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Protesters turn out at Cape Vincent Wind Farm open house 

The Cape Vincent Wind Farm’s open house Saturday was as much a forum for protest as it was a pursuit of information.

Dozens of residents attended the open house put on by BP Alternative Energy, the company that has proposed the wind farm. Many attendees used the event not only to glean information, but to express their opinions about wind power.

Inside the Chaumont fire hall, Voters for Wind, a citizens group that promotes the Cape Vincent Wind Farm, held a bake sale and handed out pro-wind-farm signs and refrigerator magnets.

Outside, opposition, including members of the Wind Power Ethics Group, a citizens organization from Cape Vincent, gathered. Some carried signs protesting wind farm development.

Emelie M. Cuppernell, a member of Voters for Wind, helped run the group’s bake sale. Ms. Cuppernell said she lived near a nuclear power plant in Ontario, N.Y., for 17 years, and would prefer turbines in her community.

“I think we need to do something different to produce our energy,” she said.

Mrs. Cuppernell said she has about 120 acres of land in Lyme and would consider signing an agreement with a wind power developer.

Currently, the Cape Vincent Wind Farm is proposed on about 12,000 acres in the southern portion of Cape Vincent’s agricultural district. Plans for the project to include about 1,300 acres in Lyme are on hold because the town of Lyme is in a dispute with the town of Cape Vincent over control of the environmental review for those 1,300 acres.

Originally, the project sat on more than 15,000 acres, crossing the Cape Vincent-Lyme town line. Last winter, the Cape Vincent Planning Board declared itself lead agency for the environmental review for the entire project area, including the portion in Lyme. The town of Lyme then opened the dispute with the state Department of Enviromental Conservation.

Since the dispute opened, BP has proceeded with the environmental review for the 12,000-acre portion of the project in Cape Vincent, excluding the 1,300 acres in Lyme, while it waits for a response from the DEC.

Lyme also has a moratorium on wind farm development while it drafts zoning regulations for wind turbines.

Charles W. Mount, Chaumont, decided to take his “Voter for Wind” sign outside and march where the rest of the signs read in opposition. Mr. Mount said he has about 100 acres of land in Lyme but hasn’t decided to enter an agreement with a wind farm developer.

Mr. Mount said he chose to carry the sign because all property owners in Lyme have the right to decide for themselves what they want on their property.

“I can’t believe there’s enough negative about them to be worse than nuclear or coal power,” he said.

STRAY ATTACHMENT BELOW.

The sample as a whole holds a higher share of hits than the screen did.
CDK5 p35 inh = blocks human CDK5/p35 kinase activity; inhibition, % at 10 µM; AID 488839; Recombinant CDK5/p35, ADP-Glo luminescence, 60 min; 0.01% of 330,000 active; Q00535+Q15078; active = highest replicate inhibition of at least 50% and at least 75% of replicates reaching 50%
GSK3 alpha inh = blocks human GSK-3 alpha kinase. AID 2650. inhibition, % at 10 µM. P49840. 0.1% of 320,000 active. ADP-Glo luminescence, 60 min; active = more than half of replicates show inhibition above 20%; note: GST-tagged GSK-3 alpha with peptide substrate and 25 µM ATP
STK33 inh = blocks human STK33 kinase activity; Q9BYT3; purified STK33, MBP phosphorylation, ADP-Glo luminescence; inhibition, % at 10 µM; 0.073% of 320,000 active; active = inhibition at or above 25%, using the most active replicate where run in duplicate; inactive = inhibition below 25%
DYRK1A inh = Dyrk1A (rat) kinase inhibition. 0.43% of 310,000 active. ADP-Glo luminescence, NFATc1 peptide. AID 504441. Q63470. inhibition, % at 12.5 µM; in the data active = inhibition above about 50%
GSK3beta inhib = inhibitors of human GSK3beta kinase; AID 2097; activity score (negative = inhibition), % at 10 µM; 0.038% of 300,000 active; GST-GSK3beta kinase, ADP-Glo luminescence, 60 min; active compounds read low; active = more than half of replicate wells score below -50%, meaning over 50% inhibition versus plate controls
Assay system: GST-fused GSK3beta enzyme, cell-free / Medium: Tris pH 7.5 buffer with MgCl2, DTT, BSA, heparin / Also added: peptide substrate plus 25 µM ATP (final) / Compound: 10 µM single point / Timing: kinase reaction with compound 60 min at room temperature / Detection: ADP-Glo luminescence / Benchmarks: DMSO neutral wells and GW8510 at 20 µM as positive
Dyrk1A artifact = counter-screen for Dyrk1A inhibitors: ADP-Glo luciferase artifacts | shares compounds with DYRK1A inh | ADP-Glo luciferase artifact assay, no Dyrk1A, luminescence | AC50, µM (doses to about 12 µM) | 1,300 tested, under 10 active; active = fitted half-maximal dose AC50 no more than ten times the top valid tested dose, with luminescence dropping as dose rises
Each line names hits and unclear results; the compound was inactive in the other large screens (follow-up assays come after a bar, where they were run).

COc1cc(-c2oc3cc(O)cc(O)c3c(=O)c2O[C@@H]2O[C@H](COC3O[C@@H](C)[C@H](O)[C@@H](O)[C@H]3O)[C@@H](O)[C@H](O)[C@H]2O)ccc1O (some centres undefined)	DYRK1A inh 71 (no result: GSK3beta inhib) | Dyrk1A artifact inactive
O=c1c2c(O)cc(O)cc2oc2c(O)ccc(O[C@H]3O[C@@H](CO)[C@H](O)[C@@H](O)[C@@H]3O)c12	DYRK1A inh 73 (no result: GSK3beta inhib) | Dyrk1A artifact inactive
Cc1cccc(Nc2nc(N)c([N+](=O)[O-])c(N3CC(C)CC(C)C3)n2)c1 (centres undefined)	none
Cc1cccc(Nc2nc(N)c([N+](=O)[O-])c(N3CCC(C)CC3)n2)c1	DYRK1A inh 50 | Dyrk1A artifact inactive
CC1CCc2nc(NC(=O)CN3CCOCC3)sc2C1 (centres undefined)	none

Peter J. Rogers, Three Mile Point, marched with a “No Wind Turbines” sign. Mr. Rogers said he is concerned about the “visual pollution” wind turbines would create “It’s a 450-foot monstrosity that will be up in the air for 50 years,” Mr. Rogers said of a wind turbine.

Urban C. Hirschey, chairman of the Wind Power Ethics Group, displayed a poster of the St. Lawrence Wind Farm, which is proposed in the northern portion of Cape Vincent’s agricultural district.

“This is one of the few opportunities we have to visit the public,” he said.

Representatives from the Cape Vincent Wind Farm were unfazed by the half-dozen people who chose to walk in protest outside the fire hall.

“Everyone’s entitled to their own opinion and their own concerns,” said Marion Trieste, of Green Energy Outreach Services. “This is America.” BP hired Ms. Trieste’s company to do outreach work, said Cape Vincent Wind Farm project manager James H. Madden.

Mr. Madden said he received the most questions about the noise and visual impact of turbines.

In August, the company measured sound levels at seven locations throughout Cape Vincent and Lyme 24 hours a day for two weeks. It plans to do so again in November, when there is no longer leaf cover. The goal, Mr. Madden said, is to be able to tell residents how loud turbines will be, taking into consideration the noise that is already present at various wind speeds.

The company presented, at the meeting, digitally composed pictures of what turbines would look like.

By Kelly Vadney

Watertown Daily Times

14 October 2007

This article is the work of the source indicated. Any opinions expressed in it are not necessarily those of National Wind Watch.

The copyright of this article resides with the author or publisher indicated. As part of its noncommercial educational effort to present the environmental, social, scientific, and economic issues of large-scale wind power development to a global audience seeking such information, National Wind Watch endeavors to observe “fair use” as provided for in section 107 of U.S. Copyright Law and similar “fair dealing” provisions of the copyright laws of other nations. Send requests to excerpt, general inquiries, and comments via e-mail.

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